Appellant argues that her frequent moving is attributable to her suffering from battered women's syndrome because of respondent's alleged physical abuse. Appellant's first allegation of abuse led to an order for protection issued without findings of abuse; her second allegation was dismissed because the alleged acts did not rise to the level of domestic abuse. Dr. Harrington reported that

[t]he circumstances of the reported incidents along with each parent's narrative and [appellant's] personality dynamics strongly suggest the possibility that these charges were trumped up.

The district court's finding that J.C. will experience greater stability with respondent than with appellant is not clearly erroneous.

7. Minn. Stat. § 518.17, subd. 1(a)(9): "the mental and physical health of all individuals involved"

The district court's finding on this factor is objective and candid in recounting the mental health problems of both parties. Appellant relies on Dr. Wright's report to argue that respondent's mental health makes him less fit than appellant to be a custodial parent.

Dr. Wright reported that respondent "may have an untreated serious and persistent mental illness" that "could include aggressive and violent outbursts * * *." But Dr. Wright never met respondent. Dr. Harrington, who interviewed and tested respondent, reported that nothing in respondent's testing suggested serious emotional disturbance or mental illness and noted that "his work and educational history would suggest that he is fairly stable emotionally." The district court explicitly stated that it found Dr. Harrington more credible than Dr. Wright. "[D]ue regard shall be given to the opportunity of the trial court to judge the credibility of the witnesses." Minn. R. Civ. P. 52.01. The trial court's findings on the parties' mental health are supported by the evidence. [4]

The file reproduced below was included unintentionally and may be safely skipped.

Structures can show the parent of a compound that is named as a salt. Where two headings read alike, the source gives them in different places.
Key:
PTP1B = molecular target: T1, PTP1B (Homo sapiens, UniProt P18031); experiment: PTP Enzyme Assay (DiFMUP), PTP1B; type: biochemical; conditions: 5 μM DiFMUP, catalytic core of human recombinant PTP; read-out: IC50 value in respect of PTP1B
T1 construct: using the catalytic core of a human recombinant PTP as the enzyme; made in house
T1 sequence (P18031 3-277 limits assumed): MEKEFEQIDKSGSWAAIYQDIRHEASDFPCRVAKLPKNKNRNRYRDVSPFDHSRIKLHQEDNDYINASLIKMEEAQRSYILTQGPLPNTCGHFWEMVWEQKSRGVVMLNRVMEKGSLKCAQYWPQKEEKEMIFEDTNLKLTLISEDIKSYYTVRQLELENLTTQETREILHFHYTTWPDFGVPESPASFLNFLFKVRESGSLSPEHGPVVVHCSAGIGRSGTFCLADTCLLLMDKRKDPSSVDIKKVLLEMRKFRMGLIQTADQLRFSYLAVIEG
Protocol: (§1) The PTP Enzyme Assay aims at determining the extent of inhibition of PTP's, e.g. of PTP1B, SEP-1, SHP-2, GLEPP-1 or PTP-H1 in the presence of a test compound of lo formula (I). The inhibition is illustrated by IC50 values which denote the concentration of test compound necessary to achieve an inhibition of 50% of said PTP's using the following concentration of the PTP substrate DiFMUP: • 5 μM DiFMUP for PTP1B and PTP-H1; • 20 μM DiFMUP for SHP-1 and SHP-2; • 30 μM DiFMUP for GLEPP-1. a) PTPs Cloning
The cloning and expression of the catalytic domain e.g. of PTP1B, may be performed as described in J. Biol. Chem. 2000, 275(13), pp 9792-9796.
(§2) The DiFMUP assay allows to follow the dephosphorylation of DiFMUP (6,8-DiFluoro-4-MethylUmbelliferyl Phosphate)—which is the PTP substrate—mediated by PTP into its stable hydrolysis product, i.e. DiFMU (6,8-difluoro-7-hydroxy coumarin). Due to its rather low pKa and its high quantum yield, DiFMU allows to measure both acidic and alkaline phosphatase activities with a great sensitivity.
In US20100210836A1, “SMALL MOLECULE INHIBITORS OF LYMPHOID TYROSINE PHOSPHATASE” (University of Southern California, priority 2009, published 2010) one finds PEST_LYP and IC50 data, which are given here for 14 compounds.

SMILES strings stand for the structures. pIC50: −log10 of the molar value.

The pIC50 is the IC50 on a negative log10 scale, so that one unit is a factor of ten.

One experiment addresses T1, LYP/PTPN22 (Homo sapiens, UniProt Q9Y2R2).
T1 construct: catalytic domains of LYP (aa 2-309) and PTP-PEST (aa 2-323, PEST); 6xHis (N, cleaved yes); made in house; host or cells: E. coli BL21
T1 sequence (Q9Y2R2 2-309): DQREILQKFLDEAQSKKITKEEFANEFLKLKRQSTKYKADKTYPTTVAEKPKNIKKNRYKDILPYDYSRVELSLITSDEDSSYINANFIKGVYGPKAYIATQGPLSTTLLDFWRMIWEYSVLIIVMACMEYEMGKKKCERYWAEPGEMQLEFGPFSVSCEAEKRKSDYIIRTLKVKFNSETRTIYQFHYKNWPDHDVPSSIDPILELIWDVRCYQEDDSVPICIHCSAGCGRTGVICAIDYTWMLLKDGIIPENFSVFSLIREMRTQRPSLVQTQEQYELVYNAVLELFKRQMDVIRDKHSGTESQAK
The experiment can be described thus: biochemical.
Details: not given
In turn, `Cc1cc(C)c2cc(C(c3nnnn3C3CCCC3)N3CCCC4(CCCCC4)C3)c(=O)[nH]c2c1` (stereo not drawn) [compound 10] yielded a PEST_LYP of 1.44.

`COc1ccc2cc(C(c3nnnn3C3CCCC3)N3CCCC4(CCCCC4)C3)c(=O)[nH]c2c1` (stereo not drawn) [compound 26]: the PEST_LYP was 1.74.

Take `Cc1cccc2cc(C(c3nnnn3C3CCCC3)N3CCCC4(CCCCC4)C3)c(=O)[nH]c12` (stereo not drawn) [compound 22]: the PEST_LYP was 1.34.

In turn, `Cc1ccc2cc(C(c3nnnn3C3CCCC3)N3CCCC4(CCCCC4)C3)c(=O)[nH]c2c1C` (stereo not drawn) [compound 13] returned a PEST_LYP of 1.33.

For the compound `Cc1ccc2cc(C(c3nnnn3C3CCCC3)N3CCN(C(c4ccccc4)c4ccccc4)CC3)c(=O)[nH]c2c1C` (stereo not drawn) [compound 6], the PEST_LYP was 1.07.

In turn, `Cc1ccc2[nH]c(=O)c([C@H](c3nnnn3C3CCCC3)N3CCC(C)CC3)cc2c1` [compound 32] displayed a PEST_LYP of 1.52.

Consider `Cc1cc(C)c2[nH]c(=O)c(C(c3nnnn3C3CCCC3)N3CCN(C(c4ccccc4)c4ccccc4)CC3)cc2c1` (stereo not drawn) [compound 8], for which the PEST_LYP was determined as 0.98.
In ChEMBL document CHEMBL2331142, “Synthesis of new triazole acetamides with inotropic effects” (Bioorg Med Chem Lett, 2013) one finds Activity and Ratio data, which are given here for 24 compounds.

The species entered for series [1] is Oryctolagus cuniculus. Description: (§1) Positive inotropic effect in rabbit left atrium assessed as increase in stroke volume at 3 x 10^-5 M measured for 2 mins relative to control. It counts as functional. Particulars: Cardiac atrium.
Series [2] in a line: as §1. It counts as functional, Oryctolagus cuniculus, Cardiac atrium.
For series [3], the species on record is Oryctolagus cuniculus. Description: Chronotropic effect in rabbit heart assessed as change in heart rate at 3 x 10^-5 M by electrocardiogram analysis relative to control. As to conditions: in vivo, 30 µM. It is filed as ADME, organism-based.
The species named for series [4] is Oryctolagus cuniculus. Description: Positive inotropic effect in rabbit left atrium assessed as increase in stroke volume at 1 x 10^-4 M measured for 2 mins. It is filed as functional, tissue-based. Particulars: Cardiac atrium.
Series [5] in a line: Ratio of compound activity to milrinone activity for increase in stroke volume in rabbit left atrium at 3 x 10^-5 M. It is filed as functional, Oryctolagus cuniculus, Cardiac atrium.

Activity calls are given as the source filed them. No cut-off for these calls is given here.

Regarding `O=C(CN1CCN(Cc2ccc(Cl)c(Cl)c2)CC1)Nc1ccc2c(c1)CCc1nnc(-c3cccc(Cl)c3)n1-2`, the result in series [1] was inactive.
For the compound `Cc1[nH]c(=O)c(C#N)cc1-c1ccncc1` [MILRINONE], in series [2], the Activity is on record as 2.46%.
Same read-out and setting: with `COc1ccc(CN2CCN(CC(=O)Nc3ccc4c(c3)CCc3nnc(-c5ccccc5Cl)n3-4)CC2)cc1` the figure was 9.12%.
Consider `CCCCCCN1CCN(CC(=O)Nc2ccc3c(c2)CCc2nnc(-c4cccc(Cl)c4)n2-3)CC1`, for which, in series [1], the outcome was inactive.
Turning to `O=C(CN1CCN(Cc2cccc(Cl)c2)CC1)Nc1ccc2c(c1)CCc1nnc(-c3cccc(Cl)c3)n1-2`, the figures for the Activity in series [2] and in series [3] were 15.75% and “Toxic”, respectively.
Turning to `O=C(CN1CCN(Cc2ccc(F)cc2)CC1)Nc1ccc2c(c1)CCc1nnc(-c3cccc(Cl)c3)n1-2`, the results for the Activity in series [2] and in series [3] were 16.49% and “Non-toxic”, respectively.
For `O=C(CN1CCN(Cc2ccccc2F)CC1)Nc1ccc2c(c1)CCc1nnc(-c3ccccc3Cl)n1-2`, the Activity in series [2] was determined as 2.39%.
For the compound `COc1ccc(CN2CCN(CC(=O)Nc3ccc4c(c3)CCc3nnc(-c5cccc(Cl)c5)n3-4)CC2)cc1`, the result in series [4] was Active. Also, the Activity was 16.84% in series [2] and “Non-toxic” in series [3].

8. Minn. Stat. § 518.17, subd. 1(a)(10): "the capacity and disposition of the parties to give the child love, affection, and guidance, and to continue educating and raising the child in the child's culture and religion or creed, if any"

The district court found that both parties want to give J.C. love and affection and are capable of providing adequate, if not superior, educational opportunities and guidance. Appellant claims the court should have found that she is more capable because she scored higher on a Parents Awareness Skills Survey. But appellant had spent far more time with the child prior to the trial. Her greater experience as a parent is not dispositive, given that respondent can provide "adequate, if not superior" education and guidance. The district court's finding on this factor is not clearly erroneous.